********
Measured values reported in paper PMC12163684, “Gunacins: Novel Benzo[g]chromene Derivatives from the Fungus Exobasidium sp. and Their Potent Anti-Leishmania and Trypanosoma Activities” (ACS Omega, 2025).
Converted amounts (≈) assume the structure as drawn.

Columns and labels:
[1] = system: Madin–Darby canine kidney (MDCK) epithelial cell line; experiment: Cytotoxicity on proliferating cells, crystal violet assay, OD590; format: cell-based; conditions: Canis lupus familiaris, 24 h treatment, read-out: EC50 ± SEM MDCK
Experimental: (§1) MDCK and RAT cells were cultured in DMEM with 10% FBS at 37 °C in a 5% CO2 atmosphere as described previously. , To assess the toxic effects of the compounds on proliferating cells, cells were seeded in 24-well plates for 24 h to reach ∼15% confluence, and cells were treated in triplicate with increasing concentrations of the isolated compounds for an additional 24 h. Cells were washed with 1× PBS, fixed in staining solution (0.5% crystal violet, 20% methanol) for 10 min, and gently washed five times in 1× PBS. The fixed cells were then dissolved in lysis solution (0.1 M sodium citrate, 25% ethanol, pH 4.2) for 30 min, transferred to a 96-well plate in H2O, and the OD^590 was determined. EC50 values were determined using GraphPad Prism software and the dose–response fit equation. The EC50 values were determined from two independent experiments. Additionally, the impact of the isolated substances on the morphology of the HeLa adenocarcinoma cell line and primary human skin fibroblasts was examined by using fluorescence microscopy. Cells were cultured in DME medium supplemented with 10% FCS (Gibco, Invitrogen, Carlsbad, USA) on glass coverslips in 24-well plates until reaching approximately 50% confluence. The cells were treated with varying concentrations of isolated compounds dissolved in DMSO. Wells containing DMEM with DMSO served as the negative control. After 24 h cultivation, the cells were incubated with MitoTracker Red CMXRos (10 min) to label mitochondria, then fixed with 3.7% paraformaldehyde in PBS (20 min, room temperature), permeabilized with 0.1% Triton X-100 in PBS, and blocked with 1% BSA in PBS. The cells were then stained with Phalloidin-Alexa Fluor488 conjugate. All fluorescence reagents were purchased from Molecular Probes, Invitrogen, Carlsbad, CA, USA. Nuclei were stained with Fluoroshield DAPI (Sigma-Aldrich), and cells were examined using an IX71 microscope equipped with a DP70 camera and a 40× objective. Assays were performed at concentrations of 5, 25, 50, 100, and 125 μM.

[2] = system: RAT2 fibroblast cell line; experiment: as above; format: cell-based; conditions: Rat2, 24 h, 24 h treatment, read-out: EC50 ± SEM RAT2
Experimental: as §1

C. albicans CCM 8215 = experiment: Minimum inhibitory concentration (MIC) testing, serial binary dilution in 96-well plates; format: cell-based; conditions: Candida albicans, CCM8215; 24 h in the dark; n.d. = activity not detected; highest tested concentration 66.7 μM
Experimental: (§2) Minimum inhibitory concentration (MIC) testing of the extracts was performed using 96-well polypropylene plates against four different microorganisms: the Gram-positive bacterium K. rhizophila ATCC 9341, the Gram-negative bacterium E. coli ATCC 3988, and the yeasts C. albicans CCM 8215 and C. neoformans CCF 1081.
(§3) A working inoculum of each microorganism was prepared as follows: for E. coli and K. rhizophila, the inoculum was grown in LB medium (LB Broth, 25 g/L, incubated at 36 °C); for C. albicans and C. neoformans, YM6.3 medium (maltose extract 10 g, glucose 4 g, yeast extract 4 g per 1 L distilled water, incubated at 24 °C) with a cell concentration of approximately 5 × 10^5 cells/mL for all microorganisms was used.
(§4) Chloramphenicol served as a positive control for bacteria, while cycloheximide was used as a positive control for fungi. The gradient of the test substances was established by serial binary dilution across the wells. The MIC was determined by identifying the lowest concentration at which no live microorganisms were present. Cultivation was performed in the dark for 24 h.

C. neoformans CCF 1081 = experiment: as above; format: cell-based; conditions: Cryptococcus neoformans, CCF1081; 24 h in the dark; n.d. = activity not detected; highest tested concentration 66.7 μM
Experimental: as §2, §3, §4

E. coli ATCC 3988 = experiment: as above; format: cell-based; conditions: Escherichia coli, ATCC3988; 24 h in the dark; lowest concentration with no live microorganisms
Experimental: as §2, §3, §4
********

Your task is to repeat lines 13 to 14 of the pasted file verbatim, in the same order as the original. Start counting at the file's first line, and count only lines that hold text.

Experimental: as §2, §3, §4

E. coli ATCC 3988 = experiment: as above; format: cell-based; conditions: Escherichia coli, ATCC3988; 24 h in the dark; lowest concentration with no live microorganisms